The Gulf Jet is powered by two Maximum Velocity fans with two independent power circuits, each energized with a 7.2V LiPo battery. The integrated bumper actuated two triggers inside the car simultaneously to arm the fans. The jet tubes were built by covering two paper towel tubes with synthetic wood and then sanding them down to a smooth finish. The car was slightly heavier than the Batman fan car, so even with two fans it came in second place in the no rules race with a scale speed of 297mph (1.8 sec on a (30 foot Best Track).
Mega-Fan – Richard Staron
Last year I ordered one of your propeller car kits, and it was fantastic. For this year’s derby I decided to try and go bigger. I made a car with a 56mm fan. I was running it on five 10F, 2.7V capacitors and a 12V battery pack (just short of the 14.8v the motor could handle). The Mega Fan car is faster (about 0.4 seconds) than the previous car. My design was a bit bulky; I hope to improve it for next year.
Will the Pro-Body Tool work on a car with fenders?
Generally, the Pro-Body Tool will fit under the fenders to put pilot holes in the axle slots, or drill axle holes. However, you will not be able to use the third hole for a raised wheel. I recommend drilling the axle holes before doing any work on the block.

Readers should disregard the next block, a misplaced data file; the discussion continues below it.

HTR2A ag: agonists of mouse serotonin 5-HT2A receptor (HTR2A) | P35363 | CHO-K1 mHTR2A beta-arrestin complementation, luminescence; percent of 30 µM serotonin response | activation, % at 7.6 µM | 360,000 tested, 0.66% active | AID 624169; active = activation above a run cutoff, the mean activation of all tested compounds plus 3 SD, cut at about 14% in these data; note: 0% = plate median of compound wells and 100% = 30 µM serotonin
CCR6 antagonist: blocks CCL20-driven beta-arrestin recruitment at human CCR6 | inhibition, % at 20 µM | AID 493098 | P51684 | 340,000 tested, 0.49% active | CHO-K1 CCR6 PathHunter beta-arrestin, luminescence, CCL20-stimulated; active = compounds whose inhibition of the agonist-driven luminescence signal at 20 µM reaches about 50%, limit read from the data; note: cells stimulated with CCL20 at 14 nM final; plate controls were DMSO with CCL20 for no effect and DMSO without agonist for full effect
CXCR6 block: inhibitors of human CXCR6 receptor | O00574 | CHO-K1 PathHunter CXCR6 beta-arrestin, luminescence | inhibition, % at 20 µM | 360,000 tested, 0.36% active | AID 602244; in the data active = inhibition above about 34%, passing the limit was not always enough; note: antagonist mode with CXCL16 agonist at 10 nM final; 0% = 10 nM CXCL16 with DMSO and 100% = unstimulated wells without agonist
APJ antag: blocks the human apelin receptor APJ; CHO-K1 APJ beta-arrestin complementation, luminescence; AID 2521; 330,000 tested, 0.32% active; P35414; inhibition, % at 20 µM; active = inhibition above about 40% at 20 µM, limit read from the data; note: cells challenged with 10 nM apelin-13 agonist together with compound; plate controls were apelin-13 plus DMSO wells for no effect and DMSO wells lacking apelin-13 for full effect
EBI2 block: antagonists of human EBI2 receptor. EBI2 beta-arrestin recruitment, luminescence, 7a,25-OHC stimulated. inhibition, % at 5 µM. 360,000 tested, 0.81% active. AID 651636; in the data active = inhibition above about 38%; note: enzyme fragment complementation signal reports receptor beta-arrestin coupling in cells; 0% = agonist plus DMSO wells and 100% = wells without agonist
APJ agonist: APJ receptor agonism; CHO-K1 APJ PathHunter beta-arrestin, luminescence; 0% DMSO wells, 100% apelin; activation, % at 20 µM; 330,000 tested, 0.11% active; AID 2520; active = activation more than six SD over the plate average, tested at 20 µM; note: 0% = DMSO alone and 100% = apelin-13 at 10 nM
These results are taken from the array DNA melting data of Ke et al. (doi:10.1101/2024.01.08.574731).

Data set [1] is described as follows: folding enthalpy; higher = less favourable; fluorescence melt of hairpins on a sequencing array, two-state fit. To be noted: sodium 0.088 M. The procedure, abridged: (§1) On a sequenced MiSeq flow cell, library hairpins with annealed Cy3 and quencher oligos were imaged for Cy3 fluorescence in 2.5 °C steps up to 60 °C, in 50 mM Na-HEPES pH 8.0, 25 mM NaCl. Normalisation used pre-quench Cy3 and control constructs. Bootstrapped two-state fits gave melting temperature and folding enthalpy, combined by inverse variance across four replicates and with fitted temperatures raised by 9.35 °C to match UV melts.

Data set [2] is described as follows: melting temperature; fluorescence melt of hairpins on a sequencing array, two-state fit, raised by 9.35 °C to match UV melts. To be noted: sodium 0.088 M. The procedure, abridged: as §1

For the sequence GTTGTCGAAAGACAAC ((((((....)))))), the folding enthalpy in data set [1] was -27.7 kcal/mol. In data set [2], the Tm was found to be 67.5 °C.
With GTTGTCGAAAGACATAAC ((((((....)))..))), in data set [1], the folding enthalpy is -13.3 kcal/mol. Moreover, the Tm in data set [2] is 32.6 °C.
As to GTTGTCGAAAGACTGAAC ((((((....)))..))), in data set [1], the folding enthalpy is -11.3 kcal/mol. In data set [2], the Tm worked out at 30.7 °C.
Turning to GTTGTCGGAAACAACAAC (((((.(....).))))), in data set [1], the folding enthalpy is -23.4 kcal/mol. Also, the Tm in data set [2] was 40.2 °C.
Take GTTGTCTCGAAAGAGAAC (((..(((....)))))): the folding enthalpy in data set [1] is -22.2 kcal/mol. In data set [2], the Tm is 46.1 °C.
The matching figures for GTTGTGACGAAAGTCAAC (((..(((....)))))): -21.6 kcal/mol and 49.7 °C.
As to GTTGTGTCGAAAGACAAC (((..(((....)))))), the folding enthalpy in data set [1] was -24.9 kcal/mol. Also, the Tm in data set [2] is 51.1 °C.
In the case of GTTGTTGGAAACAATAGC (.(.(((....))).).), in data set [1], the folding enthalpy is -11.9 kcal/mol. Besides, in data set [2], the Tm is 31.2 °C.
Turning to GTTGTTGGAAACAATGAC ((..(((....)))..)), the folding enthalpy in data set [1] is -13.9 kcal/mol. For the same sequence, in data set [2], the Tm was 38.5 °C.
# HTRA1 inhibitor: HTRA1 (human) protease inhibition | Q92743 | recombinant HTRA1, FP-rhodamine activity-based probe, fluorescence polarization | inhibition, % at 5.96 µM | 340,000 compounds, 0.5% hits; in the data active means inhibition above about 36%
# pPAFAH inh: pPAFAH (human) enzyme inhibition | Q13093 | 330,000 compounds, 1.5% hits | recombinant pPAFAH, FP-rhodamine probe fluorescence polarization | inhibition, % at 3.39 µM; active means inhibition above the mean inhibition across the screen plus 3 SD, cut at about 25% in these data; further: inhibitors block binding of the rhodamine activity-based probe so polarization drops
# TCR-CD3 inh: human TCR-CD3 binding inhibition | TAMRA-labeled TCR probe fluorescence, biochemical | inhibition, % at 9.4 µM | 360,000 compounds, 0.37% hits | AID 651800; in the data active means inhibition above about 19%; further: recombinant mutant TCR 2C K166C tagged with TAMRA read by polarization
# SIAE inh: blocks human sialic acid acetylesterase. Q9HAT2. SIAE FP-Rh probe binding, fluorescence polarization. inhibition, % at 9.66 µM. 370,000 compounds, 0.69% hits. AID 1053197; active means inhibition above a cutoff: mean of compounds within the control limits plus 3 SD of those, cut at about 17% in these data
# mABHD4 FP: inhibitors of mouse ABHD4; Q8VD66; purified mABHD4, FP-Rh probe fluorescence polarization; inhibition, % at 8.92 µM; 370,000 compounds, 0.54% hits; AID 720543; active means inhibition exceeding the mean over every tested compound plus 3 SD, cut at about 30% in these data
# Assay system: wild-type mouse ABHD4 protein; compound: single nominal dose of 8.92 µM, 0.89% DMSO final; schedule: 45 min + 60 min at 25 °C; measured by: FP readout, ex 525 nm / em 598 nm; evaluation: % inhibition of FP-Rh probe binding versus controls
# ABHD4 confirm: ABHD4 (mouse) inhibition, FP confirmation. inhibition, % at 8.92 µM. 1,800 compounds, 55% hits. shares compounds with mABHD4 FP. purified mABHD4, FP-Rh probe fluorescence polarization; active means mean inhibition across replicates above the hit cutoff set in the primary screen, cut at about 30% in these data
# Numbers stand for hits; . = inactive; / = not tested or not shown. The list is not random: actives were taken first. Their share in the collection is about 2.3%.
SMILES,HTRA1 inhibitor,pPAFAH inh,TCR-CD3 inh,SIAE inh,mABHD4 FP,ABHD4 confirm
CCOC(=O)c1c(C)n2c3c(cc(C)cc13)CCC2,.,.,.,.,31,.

I have a set of the Super Speed Axles to use in a block with axle holes. These will be tight in the holes. Is there any preparation I can do to the block to use the Super Speed Axles?
I suggest inserting BSA axles into each hole, and keep them in place during painting. Then twist and pull them out, and insert the Super Speed Axles.
Alternately, if you can locate a #43 drill bit, you can ream out the holes – a pin vise works best for this. This will just slightly enlarge the holes.
Any recommendations on painting the body where the axle inserts? If the wheel does rub up against the body during the run, is the smoothest surface the raw wood with graphite powder rubbed on, or a painted surface with clear coat and graphite rubbed on?
I paint the car with lacquer paint and clear coat. This leaves a very hard slick finish. As long as you put graphite on the inner hub, you will be fine.
If you don’t use lacquer paint, then I would leave the wood bare, and rub graphite into the wood. Alternately, you can paint the bare wood area with clear nail polish, which dries very hard.
Do you have a pinewood derby-related question? If so, e-mail us your question.We answer all questions by e-mail, but not every question will appear in the Q&A section of the newsletter.
Are you a new subscriber, or have you missed some of the previous newsletters? Don’t miss out; all of the issues for Volume 5 through Volume 17 are posted on our web site.
We welcome your contributions. If you would like to contribute an article, a web site review, a speed tip, or a pinewood derby memory, please e-mail us.
The Pinewood Derby Times is a free e-newsletter focused on pinewood derby racing. It is published biweekly from October through March.